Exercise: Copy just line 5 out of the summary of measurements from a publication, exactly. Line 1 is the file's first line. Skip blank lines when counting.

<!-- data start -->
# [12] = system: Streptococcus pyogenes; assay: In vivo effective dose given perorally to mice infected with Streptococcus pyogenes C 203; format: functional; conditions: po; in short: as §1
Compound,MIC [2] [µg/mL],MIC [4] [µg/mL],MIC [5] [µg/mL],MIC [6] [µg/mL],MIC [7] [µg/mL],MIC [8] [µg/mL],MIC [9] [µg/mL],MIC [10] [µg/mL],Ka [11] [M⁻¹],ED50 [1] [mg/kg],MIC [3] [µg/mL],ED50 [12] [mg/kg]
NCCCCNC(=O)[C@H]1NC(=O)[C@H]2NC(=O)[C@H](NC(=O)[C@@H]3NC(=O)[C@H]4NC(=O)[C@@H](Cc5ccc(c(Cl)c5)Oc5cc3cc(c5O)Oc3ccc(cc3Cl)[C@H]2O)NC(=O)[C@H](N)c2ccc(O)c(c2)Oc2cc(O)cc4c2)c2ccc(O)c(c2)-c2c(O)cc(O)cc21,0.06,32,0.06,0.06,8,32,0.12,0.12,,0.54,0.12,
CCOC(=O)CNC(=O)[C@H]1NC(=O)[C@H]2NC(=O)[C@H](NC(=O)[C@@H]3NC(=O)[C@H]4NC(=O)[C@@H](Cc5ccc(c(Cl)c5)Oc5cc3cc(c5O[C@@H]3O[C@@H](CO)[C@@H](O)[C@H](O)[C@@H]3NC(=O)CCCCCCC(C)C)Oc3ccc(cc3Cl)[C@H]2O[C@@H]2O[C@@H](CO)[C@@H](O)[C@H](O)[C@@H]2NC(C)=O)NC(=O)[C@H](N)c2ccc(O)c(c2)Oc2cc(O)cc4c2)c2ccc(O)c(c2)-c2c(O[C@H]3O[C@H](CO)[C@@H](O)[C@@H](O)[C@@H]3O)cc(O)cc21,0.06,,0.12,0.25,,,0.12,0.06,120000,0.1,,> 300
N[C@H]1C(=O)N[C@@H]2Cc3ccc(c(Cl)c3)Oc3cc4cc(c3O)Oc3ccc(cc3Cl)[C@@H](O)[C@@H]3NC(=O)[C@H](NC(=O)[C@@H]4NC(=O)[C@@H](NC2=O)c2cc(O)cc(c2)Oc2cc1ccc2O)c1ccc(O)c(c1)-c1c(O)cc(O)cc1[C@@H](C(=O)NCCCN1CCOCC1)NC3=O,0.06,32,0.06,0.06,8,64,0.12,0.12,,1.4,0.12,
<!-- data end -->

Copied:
N[C@H]1C(=O)N[C@@H]2Cc3ccc(c(Cl)c3)Oc3cc4cc(c3O)Oc3ccc(cc3Cl)[C@@H](O)[C@@H]3NC(=O)[C@H](NC(=O)[C@@H]4NC(=O)[C@@H](NC2=O)c2cc(O)cc(c2)Oc2cc1ccc2O)c1ccc(O)c(c1)-c1c(O)cc(O)cc1[C@@H](C(=O)NCCCN1CCOCC1)NC3=O,0.06,32,0.06,0.06,8,64,0.12,0.12,,1.4,0.12,